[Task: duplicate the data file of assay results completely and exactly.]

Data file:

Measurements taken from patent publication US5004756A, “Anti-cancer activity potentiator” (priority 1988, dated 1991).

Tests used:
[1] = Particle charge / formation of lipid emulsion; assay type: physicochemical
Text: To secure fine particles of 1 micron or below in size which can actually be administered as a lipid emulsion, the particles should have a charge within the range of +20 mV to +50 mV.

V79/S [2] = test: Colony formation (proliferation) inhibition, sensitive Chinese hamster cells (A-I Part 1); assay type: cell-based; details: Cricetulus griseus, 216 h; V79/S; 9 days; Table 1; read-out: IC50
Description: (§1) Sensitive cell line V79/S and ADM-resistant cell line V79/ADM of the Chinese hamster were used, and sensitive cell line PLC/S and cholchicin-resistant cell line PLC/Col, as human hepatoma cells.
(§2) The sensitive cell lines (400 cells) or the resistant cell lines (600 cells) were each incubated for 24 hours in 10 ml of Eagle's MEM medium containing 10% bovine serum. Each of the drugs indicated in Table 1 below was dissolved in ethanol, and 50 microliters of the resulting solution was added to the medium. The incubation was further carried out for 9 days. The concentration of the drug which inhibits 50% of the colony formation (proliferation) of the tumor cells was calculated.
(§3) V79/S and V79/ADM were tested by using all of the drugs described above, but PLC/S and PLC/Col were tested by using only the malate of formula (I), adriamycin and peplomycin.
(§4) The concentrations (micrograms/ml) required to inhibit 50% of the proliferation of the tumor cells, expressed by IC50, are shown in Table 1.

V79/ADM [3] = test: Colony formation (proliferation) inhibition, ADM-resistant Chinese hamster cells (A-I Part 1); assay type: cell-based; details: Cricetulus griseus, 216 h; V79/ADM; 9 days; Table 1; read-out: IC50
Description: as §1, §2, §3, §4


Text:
Measurements taken from patent publication US5004756A, “Anti-cancer activity potentiator” (priority 1988, dated 1991).

Tests used:
[1] = Particle charge / formation of lipid emulsion; assay type: physicochemical
Text: To secure fine particles of 1 micron or below in size which can actually be administered as a lipid emulsion, the particles should have a charge within the range of +20 mV to +50 mV.

V79/S [2] = test: Colony formation (proliferation) inhibition, sensitive Chinese hamster cells (A-I Part 1); assay type: cell-based; details: Cricetulus griseus, 216 h; V79/S; 9 days; Table 1; read-out: IC50
Description: (§1) Sensitive cell line V79/S and ADM-resistant cell line V79/ADM of the Chinese hamster were used, and sensitive cell line PLC/S and cholchicin-resistant cell line PLC/Col, as human hepatoma cells.
(§2) The sensitive cell lines (400 cells) or the resistant cell lines (600 cells) were each incubated for 24 hours in 10 ml of Eagle's MEM medium containing 10% bovine serum. Each of the drugs indicated in Table 1 below was dissolved in ethanol, and 50 microliters of the resulting solution was added to the medium. The incubation was further carried out for 9 days. The concentration of the drug which inhibits 50% of the colony formation (proliferation) of the tumor cells was calculated.
(§3) V79/S and V79/ADM were tested by using all of the drugs described above, but PLC/S and PLC/Col were tested by using only the malate of formula (I), adriamycin and peplomycin.
(§4) The concentrations (micrograms/ml) required to inhibit 50% of the proliferation of the tumor cells, expressed by IC50, are shown in Table 1.

V79/ADM [3] = test: Colony formation (proliferation) inhibition, ADM-resistant Chinese hamster cells (A-I Part 1); assay type: cell-based; details: Cricetulus griseus, 216 h; V79/ADM; 9 days; Table 1; read-out: IC50
Description: as §1, §2, §3, §4